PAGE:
"Nicole's really wonderful. Gene comes and stays with us all the time," she says referring to Liam and Nicole's son.
"And Liam gave James a job at Pretty Green," she says referring to Liam's fashion label.
So, you stayed friends with Liam?
"Of course. What's there to row about?"
Him shagging other women when he was married to you ...
We both laugh.
"I wasn't allowed to say this in the book. If you watch the Martin Scorsese documentary on George Harrison, Olivia Harrison at the end says: 'People have asked me over and over what is the success of your relationship with this rock star', and she said why it was successful was because you don't get divorced."
I asked her did she think she could change Liam when she married him.
"Every woman thinks they can change a man. But, you see, these two guys had everything going for them. I wanted someone to love me the way my mother had. It felt selfish, but I was mourning. I had to go through all that. I am in a real peaceful place now ... sitting here in my knickers. I don't give a toss what anyone else thinks, once my kids are happy. We keep the equilibrium."
Not long after Patsy and Liam moved in together in London in 1997 (it was covered in Vanity Fair), Patsy was tipped off that Liam was in a hotel room with "a well-known model". She describes driving over to the hotel and kicking in Liam's hotel room door "like it was an IRA raid".
"I really hope he had a good night!" she laughs now
But you still married him after that. Why did you?
"Because I am a hopeless romantic. The die was cast. I could have spent this book correcting so many lies. Yeah, Liam and I were fireworks but there was a very deep connection there, as there was with Jim."
You seem to have more regrets about breaking up with Liam than Jim in the book ...
"You think? As you mature," Patsy says and stops. "You know what? I was a handful and these guys, hats off to them. I wanted to have a family. I made so many mistakes, I did so many things wrong," she says unnecessarily (I am thinking that she was with a man who cheated on her at every turn, the final straw being when she discovered singer Lisa Moorish had given birth to Liam's child in 1998). "I own my part in it. Everyone has their lives."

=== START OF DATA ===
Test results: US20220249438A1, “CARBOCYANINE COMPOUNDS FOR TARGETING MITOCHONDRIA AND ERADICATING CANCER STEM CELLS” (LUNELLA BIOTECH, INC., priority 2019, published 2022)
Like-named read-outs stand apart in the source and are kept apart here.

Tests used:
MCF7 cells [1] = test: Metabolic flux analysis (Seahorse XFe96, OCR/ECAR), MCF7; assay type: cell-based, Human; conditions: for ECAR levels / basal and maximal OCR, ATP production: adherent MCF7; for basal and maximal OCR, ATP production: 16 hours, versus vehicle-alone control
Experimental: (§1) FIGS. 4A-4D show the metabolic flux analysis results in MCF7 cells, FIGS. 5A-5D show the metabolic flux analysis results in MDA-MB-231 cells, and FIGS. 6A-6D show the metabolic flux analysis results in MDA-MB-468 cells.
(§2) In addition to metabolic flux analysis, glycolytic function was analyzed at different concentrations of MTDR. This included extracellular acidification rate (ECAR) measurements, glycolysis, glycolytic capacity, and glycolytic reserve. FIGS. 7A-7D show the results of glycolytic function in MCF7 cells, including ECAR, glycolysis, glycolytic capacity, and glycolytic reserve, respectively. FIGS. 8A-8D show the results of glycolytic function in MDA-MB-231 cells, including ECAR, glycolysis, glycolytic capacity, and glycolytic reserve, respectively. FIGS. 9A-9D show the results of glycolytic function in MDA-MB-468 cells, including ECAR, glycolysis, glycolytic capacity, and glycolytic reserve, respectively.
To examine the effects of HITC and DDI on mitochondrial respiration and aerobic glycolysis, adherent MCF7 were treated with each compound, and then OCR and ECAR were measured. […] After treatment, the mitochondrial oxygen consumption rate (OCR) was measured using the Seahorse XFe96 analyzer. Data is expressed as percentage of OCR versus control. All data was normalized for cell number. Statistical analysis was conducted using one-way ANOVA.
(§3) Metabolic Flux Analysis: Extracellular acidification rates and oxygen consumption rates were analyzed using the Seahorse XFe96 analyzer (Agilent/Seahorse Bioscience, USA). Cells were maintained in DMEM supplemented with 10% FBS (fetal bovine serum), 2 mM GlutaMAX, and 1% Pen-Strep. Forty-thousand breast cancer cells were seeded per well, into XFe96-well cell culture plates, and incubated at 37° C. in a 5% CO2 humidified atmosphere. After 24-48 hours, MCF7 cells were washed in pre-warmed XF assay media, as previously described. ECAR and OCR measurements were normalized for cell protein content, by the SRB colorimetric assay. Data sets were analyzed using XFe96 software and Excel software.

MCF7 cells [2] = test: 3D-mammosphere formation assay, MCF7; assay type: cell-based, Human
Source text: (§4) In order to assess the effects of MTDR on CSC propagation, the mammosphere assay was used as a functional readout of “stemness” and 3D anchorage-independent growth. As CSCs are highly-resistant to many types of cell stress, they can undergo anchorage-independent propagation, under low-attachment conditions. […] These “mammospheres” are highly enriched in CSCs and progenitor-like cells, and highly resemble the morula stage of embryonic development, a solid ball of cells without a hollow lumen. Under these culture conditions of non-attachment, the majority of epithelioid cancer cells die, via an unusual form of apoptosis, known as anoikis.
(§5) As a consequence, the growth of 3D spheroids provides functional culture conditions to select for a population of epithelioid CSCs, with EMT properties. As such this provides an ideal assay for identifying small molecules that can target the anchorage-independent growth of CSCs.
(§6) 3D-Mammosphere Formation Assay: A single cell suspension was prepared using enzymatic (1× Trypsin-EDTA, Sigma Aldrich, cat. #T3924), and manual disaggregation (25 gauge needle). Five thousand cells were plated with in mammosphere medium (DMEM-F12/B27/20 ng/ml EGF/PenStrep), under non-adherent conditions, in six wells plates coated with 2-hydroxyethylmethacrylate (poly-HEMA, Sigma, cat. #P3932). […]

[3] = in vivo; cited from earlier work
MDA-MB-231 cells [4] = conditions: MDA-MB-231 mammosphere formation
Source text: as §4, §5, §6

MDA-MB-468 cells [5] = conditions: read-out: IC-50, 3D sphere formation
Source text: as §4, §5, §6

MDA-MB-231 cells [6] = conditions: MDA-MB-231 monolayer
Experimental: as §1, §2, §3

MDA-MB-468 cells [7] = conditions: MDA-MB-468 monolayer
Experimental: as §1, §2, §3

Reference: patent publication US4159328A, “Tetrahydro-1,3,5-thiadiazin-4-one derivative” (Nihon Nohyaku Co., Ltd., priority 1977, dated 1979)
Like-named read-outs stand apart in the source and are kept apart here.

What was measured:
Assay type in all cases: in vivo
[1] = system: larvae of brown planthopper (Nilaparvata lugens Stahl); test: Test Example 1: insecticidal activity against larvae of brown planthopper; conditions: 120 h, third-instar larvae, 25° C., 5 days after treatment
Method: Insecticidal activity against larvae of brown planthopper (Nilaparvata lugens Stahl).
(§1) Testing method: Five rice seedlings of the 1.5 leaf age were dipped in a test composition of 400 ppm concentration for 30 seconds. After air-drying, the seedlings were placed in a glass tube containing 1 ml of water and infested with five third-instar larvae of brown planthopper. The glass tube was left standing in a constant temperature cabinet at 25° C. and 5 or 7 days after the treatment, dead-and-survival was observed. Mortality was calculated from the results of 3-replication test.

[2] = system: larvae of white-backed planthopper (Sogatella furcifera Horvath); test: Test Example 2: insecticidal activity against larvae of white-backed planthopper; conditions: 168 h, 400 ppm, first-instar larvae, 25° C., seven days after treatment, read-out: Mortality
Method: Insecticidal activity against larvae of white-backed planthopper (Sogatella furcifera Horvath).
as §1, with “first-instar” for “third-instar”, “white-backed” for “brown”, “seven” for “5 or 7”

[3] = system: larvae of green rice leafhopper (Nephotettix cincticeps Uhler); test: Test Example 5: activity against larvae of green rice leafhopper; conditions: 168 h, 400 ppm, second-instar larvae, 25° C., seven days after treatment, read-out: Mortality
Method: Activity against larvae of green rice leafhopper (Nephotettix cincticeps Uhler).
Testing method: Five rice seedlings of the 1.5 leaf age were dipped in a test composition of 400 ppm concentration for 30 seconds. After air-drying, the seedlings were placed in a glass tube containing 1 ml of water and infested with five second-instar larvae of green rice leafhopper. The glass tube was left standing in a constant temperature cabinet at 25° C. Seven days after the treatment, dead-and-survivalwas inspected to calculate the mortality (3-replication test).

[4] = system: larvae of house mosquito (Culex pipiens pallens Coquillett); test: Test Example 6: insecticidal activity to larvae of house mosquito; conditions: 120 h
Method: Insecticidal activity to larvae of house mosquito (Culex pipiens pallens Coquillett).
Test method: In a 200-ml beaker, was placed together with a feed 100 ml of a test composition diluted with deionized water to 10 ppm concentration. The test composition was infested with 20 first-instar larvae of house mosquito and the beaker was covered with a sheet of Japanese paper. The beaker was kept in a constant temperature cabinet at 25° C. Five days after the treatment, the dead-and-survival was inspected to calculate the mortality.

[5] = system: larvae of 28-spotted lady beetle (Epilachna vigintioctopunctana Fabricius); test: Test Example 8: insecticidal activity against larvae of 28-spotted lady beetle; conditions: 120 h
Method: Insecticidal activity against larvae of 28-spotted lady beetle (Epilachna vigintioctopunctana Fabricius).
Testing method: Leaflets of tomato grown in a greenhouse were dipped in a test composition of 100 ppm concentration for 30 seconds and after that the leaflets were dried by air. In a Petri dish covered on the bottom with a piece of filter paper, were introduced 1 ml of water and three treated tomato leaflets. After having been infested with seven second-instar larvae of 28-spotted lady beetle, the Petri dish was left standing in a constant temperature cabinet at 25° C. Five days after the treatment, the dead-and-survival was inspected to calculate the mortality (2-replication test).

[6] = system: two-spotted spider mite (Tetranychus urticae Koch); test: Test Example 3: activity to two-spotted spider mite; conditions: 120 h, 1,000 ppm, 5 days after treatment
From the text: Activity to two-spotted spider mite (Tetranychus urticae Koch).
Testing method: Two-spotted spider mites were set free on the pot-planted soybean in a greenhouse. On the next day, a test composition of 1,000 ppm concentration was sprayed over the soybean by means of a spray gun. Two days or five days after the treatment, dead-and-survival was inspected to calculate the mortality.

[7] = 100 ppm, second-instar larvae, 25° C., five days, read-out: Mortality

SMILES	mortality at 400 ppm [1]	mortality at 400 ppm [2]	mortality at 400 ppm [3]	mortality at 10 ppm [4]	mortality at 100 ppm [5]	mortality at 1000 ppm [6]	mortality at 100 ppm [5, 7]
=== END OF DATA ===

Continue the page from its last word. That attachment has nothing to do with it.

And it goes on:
Patsy says she was also attracted to "Celts" like Jim and Liam because they reminded her of the Irish boys she used to see at mass on Sundays as a kid and throw rocks at her hat. "I became a fast runner and a good fighter," she recalls. "Everyone always assumes I was this middle-class girl. I grew up in two rooms and an outside loo."
What was much more painful on a deeper level than the chilly toilet arrangements on London council estates for Patsy was her father going into prison when she was a young child.
"That broke my heart for him," she says. "I don't struggle with that bit, what my dad did, because he did what he had to do. I don't condone crime or villainry as they called it in those days. He used to take me to the dogs for my favourite meal of pie and mash. He was a real character."
"There's no such thing as depression," she can remember her mother saying to her once when she was younger, possibly to help her deal with the sadness of watching her mum die.
I ask Patsy has she suffered from depression.
"I have been very sad at times. Depression is a dirty word. I have been down but you have got to get on with it. There have been so many times I wanted to hide under the duvet and never come out, but what kind of parent would that be? Life is not perfect. So if you fall down, it is not how you fall but how you pick yourself up. And," she says, "I couldn't be prouder of my boys. I am a real Irish mummy because they can do no wrong."